While working at the bank, Kilbourn attended the Litchfield Law School. Nevertheless, Kilbourn never ventured into legal practice. He returned to Hartford in 1826 and left the banking business. Kilbourn worked as a hardware merchant for more that twenty years. He also studied agriculture and was the secretary of the Hartford Agricultural Society for ten years.
In 1844, he published a Treatise on Agriculture. When his father died in 1851, Kilbourne took over the family home in Glastonbury, ...
Records for the schools were sporadic, especially in the formative years of both institutions. If instructors kept comprehensive records for the Litchfield Female Academy or the Litchfield Law School, they do not survive. Researchers and staff have identified students through letters, diaries, family histories and genealogies, and town histories as well as catalogues of students printed in various years. Art and needlework have provided further identification of Female Academy Students, and Litchfield County Bar records document a number of Law School students. The history of both schools and the identification of the students who attended them owe credit to the early 20th century research and documentation efforts of Emily Noyes Vanderpoel and Samuel Fisher, and the late 20th century research and documentation efforts of Lynne Templeton Brickley and the Litchfield Historical Society staff.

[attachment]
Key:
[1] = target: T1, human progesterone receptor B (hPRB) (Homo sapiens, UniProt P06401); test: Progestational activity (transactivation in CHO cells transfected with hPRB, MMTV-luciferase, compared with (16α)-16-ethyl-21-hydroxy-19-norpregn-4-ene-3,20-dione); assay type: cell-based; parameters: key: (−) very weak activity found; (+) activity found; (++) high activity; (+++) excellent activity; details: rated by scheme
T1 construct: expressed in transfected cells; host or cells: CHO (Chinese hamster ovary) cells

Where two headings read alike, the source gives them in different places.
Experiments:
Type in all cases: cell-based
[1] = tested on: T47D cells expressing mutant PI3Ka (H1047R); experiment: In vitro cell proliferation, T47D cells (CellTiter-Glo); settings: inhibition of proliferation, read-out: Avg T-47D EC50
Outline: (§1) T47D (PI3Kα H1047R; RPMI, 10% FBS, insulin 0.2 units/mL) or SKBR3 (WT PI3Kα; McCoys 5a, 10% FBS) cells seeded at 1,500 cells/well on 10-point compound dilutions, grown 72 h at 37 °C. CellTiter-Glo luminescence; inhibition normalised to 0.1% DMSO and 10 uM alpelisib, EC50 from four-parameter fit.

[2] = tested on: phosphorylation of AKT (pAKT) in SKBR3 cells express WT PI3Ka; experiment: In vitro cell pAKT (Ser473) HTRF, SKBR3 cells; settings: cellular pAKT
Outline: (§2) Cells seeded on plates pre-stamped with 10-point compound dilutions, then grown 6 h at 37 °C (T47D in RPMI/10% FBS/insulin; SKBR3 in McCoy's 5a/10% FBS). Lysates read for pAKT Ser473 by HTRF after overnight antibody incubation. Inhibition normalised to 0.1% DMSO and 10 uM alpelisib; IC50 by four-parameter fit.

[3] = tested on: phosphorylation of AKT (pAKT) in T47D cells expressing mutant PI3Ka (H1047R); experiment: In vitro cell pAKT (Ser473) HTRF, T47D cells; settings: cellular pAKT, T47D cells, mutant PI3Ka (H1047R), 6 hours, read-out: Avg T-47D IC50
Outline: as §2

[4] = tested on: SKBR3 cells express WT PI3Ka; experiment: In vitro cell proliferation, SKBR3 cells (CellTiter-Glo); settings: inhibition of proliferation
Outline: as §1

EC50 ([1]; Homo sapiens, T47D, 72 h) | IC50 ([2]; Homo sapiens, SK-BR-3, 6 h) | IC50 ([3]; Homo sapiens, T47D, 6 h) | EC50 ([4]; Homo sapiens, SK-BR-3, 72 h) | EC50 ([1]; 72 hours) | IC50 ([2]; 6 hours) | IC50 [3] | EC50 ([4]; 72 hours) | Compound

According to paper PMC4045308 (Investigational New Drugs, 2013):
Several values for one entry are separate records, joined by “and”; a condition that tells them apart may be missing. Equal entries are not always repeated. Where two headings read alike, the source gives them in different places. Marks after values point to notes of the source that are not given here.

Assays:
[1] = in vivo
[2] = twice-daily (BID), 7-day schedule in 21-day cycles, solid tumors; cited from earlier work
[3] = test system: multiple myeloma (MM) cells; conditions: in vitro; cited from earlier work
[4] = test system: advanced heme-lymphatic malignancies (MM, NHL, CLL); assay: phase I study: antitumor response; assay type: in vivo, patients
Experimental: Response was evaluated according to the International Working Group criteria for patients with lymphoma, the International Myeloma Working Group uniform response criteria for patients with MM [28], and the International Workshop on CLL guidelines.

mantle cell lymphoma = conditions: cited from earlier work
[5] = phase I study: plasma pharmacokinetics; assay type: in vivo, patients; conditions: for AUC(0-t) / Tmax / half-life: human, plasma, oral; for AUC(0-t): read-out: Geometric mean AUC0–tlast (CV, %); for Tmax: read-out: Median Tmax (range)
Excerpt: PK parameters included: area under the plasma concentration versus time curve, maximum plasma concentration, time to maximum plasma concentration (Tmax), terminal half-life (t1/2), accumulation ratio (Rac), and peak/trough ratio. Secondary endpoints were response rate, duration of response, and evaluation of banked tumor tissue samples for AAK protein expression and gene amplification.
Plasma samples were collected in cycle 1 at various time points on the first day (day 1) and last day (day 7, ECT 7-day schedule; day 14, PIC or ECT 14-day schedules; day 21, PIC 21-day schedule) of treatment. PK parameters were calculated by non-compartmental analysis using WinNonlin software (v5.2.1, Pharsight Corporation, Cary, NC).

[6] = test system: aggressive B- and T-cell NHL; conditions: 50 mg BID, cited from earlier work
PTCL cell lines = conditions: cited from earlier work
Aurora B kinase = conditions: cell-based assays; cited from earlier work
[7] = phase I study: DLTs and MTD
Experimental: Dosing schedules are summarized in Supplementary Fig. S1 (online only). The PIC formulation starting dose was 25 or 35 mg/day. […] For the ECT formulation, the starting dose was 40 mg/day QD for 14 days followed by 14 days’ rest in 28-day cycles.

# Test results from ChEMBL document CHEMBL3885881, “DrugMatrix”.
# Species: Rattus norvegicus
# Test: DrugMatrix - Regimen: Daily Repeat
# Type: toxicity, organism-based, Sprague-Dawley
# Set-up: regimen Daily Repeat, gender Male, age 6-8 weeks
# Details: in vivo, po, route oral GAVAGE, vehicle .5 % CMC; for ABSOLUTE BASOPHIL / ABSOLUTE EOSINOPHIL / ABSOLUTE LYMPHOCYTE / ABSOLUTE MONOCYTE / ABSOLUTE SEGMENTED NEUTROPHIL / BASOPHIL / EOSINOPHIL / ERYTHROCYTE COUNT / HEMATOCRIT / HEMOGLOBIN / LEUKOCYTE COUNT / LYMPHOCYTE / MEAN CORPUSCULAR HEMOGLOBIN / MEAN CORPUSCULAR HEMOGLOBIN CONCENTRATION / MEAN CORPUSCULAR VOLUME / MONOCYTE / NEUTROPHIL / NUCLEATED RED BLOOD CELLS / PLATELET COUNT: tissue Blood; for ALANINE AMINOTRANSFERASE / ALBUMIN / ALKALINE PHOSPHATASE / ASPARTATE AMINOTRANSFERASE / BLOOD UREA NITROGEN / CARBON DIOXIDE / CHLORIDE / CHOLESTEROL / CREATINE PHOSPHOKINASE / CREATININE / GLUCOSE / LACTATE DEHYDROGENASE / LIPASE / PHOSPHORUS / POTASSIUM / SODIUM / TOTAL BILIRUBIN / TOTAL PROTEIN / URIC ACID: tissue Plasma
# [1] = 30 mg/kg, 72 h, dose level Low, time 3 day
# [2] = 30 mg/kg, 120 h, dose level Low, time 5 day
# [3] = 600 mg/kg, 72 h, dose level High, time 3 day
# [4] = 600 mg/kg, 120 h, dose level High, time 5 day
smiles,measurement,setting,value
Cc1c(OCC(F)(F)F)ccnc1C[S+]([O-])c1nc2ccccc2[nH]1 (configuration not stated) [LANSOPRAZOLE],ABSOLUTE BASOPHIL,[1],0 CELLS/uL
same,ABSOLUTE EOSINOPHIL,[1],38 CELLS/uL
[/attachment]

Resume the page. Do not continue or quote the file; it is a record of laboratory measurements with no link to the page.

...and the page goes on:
Catalogue of the Litchfield Law School Hartford, CT: Press of Case, Tiffany and Company, 1849.
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